“Plasma torches,” Mudry yelled, and opened fire immediately. His first shot connected, blowing the torch apart on one of the drones and sending it skittering wildly into another one. Two more precision shots and the other drones with plasma torches were disarmed.

Rijn had fired upon her incoming drones as well, missing twice but stopping or destroying the two that had torches. Then the others were amongst them, but their telescoping arms couldn’t reach quite to any of the team members’ knees. In a move almost contemptuously easy, Rijn kicked one aside and dropped it on its back. It bent and flexed to right itself while she kicked forward through the rest humming around her feet, and the other two followed her example.

Minor Changes

Some minor changes coming up. Summarized here on that other blog of mine.

Saturday, March 01, 2008

"Continuity Core," CTC, pt. 4, 405 words

Microsplicers in the contact end of the tap pierced the insulation of a lead that went to the wireless chip, patching directly into the drone’s uplink. The waldo jerked to a sudden halt and the damaged treads stopped their futile movements. Mudry and Rijn watched patiently as Mike tried to access the DI remotely.

“No good,” Mike said after a moment, withdrawing the tap. He tossed the broken drone to the ground. “The connection is too low-bandwidth for me to hope to achieve anything in any reasonable amount of time. We’ll have to look for something with a higher bandwidth connection along the way to the core itself.”

Rijn nodded. “Alright. Let’s move, then. Have you dug up a floor plan for this place yet?”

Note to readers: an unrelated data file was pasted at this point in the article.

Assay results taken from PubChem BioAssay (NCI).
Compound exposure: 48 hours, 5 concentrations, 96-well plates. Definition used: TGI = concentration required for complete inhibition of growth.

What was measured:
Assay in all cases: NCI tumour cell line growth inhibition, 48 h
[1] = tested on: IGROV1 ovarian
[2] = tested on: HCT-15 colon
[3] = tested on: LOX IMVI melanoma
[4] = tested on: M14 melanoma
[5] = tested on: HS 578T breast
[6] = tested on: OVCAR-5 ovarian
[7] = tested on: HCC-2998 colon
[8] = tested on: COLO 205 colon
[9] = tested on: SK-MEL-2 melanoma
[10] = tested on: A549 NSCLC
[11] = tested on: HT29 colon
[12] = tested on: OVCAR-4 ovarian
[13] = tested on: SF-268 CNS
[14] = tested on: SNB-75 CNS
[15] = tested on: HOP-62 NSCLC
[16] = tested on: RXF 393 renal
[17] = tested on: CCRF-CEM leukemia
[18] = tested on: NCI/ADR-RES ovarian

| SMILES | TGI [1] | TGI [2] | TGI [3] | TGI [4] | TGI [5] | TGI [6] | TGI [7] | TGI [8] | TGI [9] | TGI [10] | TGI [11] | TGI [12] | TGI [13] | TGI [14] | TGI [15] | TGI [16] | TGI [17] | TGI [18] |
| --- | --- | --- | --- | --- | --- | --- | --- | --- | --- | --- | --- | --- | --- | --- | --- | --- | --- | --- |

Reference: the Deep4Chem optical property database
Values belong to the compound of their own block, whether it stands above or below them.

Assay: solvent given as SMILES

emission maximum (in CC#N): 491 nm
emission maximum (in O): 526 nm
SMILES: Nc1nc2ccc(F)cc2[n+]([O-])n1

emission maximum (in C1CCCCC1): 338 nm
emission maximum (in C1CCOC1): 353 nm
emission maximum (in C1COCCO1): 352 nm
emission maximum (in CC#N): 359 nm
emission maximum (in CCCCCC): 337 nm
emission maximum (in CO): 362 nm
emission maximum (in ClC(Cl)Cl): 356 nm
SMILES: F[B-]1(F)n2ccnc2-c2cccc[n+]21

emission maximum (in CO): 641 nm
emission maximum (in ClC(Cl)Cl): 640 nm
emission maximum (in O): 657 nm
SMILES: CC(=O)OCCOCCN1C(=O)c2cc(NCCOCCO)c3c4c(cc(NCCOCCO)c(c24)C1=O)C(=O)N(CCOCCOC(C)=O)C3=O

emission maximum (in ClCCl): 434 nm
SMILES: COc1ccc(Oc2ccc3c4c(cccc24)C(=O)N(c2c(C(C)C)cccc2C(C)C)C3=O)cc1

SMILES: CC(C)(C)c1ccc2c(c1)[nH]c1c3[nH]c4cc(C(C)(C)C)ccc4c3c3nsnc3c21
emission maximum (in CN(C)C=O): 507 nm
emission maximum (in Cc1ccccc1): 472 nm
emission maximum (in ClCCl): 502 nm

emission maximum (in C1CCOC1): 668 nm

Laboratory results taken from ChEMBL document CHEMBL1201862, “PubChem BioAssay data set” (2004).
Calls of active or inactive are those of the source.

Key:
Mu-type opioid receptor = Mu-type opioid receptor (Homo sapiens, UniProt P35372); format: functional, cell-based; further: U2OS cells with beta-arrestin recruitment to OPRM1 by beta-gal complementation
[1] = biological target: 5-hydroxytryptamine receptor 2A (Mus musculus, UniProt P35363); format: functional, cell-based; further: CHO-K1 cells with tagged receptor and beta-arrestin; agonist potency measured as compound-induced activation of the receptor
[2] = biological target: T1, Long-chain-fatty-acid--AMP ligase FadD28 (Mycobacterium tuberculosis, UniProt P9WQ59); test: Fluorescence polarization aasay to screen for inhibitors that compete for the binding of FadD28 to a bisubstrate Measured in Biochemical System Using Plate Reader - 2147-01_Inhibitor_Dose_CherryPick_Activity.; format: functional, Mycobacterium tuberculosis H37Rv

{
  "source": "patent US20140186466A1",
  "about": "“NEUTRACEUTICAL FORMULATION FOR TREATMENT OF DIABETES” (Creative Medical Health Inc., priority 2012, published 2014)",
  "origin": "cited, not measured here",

“I’m afraid not,” Mike answered. “Transportation and Security still haven’t responded to my interdepartmental information request. Based on previous response times, it’s likely that we won’t get the floor plan for another three hours.”

“Red tape.”

“So it seems.”

Sighing, Rijn scanned up and down the hall. The way the drone had come from seemed as good a direction as the other. She set off, Mudry and Mike immediately at her heels. “Keep mapping as we go, Mike,” she ordered. “Any luck with penetrating radar?”

“None,” he said. “The walls have up-to-date sensor baffling.”

“Lucky for us,” Mudry muttered. “It’s like they wanted to create a perfect opportunity let a dig’ go mad and then leave it a few hours to play unsupervised.”

“Paranoid thinking, Josh,” Rijn said, smiling faintly.

“Allegations of conspiracy against the upper divisions of government are subject to disciplinary action,” Mike said to no one in particular.

Mudry stopped dead in his tracks, staring straight at the biod. It was easy to forget that Mike was recording everything they said for the mission log.

“Though I’m afraid,” Mike continued, apparently talking to the wall, “that there’s been an error and the past thirty seconds have not been recorded in the mission log. Nor the next thirty seconds.” He looked back at Mudry and smiled, a rare enough thing from any biod that it looked a little creepy. “It looks like I shall still be working with you after all,” he said. “How fortuitous.”

That was the other thing easy to forget about Mike. He had a sense of humor with a bit of a mean streak to it, and liked to exercise it. Especially on Mudry.